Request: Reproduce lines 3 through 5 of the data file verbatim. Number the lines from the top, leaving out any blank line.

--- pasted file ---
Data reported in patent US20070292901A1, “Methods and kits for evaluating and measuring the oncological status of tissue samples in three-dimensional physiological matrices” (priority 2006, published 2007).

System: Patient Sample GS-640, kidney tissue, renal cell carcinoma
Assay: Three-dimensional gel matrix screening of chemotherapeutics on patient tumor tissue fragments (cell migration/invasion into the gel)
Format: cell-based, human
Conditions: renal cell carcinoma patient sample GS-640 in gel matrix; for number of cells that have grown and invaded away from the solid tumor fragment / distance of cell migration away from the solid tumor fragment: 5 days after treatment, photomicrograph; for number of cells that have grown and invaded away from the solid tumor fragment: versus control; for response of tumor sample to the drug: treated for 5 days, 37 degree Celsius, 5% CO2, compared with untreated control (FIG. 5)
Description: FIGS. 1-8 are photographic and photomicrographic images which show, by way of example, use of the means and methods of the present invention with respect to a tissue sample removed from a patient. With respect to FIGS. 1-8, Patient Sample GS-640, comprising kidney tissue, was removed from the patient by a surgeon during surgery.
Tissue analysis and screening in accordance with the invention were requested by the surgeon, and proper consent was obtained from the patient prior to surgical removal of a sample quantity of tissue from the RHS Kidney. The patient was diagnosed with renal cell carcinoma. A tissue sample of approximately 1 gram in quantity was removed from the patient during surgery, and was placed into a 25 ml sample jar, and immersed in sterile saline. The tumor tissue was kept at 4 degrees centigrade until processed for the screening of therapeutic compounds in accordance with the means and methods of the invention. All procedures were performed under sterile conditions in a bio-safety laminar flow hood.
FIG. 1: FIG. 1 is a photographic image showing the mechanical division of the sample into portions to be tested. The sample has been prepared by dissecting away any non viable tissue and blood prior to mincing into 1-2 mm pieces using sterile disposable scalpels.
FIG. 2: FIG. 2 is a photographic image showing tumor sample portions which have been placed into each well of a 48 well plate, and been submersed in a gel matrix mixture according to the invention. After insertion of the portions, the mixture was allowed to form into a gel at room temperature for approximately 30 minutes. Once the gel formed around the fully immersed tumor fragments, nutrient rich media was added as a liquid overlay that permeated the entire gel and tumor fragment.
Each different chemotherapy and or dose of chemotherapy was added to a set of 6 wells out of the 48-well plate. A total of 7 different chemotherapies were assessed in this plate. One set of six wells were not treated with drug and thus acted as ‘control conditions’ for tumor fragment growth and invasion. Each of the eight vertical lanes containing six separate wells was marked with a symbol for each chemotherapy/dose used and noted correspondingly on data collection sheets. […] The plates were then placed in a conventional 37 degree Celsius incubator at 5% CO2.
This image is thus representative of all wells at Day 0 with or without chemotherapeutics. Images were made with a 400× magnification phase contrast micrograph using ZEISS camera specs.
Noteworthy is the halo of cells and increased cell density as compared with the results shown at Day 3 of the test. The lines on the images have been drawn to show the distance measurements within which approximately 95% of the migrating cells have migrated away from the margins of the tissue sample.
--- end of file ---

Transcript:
Assay: Three-dimensional gel matrix screening of chemotherapeutics on patient tumor tissue fragments (cell migration/invasion into the gel)
Format: cell-based, human
Conditions: renal cell carcinoma patient sample GS-640 in gel matrix; for number of cells that have grown and invaded away from the solid tumor fragment / distance of cell migration away from the solid tumor fragment: 5 days after treatment, photomicrograph; for number of cells that have grown and invaded away from the solid tumor fragment: versus control; for response of tumor sample to the drug: treated for 5 days, 37 degree Celsius, 5% CO2, compared with untreated control (FIG. 5)